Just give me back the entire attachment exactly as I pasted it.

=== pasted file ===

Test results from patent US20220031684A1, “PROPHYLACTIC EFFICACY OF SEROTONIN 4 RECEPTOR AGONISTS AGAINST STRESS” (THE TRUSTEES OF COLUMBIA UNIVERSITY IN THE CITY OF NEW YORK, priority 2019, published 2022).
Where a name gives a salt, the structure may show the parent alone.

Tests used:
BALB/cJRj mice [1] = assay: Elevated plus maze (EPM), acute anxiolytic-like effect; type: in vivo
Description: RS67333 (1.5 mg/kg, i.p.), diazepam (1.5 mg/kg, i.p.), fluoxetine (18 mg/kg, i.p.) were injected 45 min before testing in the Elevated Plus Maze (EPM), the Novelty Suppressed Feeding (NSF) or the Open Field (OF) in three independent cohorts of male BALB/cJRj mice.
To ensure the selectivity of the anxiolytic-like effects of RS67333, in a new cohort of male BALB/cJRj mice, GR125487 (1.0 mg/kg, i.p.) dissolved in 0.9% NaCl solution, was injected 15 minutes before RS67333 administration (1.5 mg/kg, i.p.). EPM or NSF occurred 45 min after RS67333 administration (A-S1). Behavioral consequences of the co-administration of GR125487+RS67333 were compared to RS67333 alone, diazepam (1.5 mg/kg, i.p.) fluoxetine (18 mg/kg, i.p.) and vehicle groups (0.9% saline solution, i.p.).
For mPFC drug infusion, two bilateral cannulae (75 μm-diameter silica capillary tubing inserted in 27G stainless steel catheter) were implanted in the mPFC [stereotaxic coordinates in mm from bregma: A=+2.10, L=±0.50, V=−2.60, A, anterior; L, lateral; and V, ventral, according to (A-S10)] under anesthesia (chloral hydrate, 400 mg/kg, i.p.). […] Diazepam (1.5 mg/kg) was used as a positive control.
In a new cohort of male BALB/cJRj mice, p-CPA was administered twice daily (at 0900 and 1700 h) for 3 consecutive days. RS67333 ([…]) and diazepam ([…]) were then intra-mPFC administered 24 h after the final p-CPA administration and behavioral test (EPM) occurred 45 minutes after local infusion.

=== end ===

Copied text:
Test results from patent US20220031684A1, “PROPHYLACTIC EFFICACY OF SEROTONIN 4 RECEPTOR AGONISTS AGAINST STRESS” (THE TRUSTEES OF COLUMBIA UNIVERSITY IN THE CITY OF NEW YORK, priority 2019, published 2022).
Where a name gives a salt, the structure may show the parent alone.

Tests used:
BALB/cJRj mice [1] = assay: Elevated plus maze (EPM), acute anxiolytic-like effect; type: in vivo
Description: RS67333 (1.5 mg/kg, i.p.), diazepam (1.5 mg/kg, i.p.), fluoxetine (18 mg/kg, i.p.) were injected 45 min before testing in the Elevated Plus Maze (EPM), the Novelty Suppressed Feeding (NSF) or the Open Field (OF) in three independent cohorts of male BALB/cJRj mice.
To ensure the selectivity of the anxiolytic-like effects of RS67333, in a new cohort of male BALB/cJRj mice, GR125487 (1.0 mg/kg, i.p.) dissolved in 0.9% NaCl solution, was injected 15 minutes before RS67333 administration (1.5 mg/kg, i.p.). EPM or NSF occurred 45 min after RS67333 administration (A-S1). Behavioral consequences of the co-administration of GR125487+RS67333 were compared to RS67333 alone, diazepam (1.5 mg/kg, i.p.) fluoxetine (18 mg/kg, i.p.) and vehicle groups (0.9% saline solution, i.p.).
For mPFC drug infusion, two bilateral cannulae (75 μm-diameter silica capillary tubing inserted in 27G stainless steel catheter) were implanted in the mPFC [stereotaxic coordinates in mm from bregma: A=+2.10, L=±0.50, V=−2.60, A, anterior; L, lateral; and V, ventral, according to (A-S10)] under anesthesia (chloral hydrate, 400 mg/kg, i.p.). […] Diazepam (1.5 mg/kg) was used as a positive control.
In a new cohort of male BALB/cJRj mice, p-CPA was administered twice daily (at 0900 and 1700 h) for 3 consecutive days. RS67333 ([…]) and diazepam ([…]) were then intra-mPFC administered 24 h after the final p-CPA administration and behavioral test (EPM) occurred 45 minutes after local infusion.